Acoustic god goes electronic — to mediocre results.
Sam Beam, a.k.a. Iron & Wine, used to be that sad dude with the acoustic guitar that everyone listened to in high school. The music was minimalist, in a certain sense: Beam crooned out nostalgic lyrics over finger–picked arpeggios. So to say Kiss Each Other Clean, the newest from Beam, is a dramatic departure from his prior work would be a huge understatement. The album has everything but that singer–songwriter charm Beam used to bank on.
Most striking are the changes in instrumentation: the record is full of electronic wizardry and pseudo–African rhythms. The pace is different, too. This is much more of a rock album than anything the formerly folky Beam ever dreamt up. The only real consistency is Beam’s hazy, nice–guy voice, which takes on a weird new context in the electronic mess that surrounds it.
To be sure, electronic experimentation by folk artists can work. Among others that have pulled off a similar musical switcharoo, Bright Eyes did it in characteristic style with the 2004 release of Digital Ash In A Digital Urn.
What went right on Digital Ash, however, is exactly where Kiss Each Other Clean falls short. While the Bright Eyes disc is a focused group of songs with carefully thought–out roles for each instrument, Iron & Wine’s attempt is awash in extraneous embellishments.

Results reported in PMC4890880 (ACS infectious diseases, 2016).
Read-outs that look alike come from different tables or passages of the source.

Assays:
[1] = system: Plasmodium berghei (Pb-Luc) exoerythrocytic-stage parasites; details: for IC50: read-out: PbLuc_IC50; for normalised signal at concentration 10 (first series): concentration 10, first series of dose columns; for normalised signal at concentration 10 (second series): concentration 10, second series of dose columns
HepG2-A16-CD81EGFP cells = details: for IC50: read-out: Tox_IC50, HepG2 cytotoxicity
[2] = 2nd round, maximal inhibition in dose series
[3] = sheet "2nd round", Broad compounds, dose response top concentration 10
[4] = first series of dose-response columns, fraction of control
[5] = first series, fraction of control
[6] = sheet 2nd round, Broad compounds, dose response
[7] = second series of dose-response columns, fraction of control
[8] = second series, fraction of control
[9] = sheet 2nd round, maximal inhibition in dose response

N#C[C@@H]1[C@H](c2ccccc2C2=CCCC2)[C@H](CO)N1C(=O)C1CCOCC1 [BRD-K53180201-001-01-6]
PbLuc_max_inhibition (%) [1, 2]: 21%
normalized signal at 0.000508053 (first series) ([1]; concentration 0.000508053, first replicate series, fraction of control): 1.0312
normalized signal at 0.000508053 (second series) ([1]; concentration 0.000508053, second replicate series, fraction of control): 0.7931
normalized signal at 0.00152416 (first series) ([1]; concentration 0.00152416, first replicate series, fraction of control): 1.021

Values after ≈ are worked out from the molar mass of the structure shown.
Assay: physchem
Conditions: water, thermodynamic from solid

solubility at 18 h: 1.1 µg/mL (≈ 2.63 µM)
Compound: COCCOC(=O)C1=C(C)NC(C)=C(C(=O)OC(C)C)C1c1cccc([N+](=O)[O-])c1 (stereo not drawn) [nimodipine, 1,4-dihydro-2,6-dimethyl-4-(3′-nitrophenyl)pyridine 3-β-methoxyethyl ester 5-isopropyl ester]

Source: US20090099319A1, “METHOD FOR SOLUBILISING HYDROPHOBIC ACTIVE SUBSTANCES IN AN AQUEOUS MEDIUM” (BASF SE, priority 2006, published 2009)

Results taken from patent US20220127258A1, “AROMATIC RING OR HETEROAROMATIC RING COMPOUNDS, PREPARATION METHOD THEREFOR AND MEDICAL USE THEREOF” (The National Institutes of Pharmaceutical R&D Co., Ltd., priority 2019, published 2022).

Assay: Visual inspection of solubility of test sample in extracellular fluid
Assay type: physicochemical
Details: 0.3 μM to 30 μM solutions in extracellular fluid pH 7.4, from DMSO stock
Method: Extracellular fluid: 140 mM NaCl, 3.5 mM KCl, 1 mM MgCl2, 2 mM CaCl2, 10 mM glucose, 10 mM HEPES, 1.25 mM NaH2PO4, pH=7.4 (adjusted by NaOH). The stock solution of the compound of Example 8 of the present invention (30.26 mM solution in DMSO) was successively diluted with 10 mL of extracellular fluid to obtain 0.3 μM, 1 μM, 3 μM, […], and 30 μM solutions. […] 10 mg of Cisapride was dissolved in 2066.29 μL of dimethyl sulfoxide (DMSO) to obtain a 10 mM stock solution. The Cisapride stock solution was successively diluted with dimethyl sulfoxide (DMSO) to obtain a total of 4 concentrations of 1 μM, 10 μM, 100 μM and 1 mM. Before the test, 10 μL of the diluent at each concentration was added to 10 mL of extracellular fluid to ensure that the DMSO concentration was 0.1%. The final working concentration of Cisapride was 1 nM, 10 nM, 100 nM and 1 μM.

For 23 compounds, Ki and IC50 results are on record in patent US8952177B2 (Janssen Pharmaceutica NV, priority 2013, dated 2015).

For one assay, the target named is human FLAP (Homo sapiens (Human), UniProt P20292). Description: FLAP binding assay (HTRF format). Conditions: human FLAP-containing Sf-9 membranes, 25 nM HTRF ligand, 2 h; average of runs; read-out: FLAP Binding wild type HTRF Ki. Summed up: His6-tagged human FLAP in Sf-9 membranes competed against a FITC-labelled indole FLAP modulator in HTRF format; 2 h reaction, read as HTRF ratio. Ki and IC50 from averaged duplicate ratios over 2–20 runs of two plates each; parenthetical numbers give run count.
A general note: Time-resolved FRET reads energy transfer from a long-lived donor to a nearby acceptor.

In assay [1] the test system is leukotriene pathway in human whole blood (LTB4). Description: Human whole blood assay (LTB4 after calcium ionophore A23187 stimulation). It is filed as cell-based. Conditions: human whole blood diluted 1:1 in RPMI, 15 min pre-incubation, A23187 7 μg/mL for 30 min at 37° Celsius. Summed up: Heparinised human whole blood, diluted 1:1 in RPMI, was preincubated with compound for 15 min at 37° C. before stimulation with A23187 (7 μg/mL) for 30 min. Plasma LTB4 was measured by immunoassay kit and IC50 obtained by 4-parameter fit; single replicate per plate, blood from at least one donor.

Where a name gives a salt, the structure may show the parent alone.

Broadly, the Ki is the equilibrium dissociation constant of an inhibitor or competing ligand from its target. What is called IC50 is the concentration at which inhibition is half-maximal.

The first half of “Your Fake Name Is Good Enough for Me,” for example, has a rhythmic squeaking laid over the back of the track which is nothing but distracting. And the synth line that kicks in toward the end of “Walking Far From Home” is entirely out of place, disappearing about as haphazardly as it arrives.
There are rare moments where Beam does whittle down the instrumentation, like on “Me and Lazarus,” although the song is still overly reliant on oohing and aahing — an irritating vocal crutch on which Beam leans heavily throughout the album. Overall, Kiss Each Other Clean sounds like Beam misplaced his guitar, bought a software synth and tried to use every single one of its voices in one album. He’d be wise to listen to some of his older stuff again and apply that same minimalist ethic to his newfound digital toys.
Iron & Wine, Kiss Each Other Clean
Sounds Like: Dial-up internet + guitar and vocals
99–Cent Download: “Me And Lazarus”
Good For: Reborn emo kids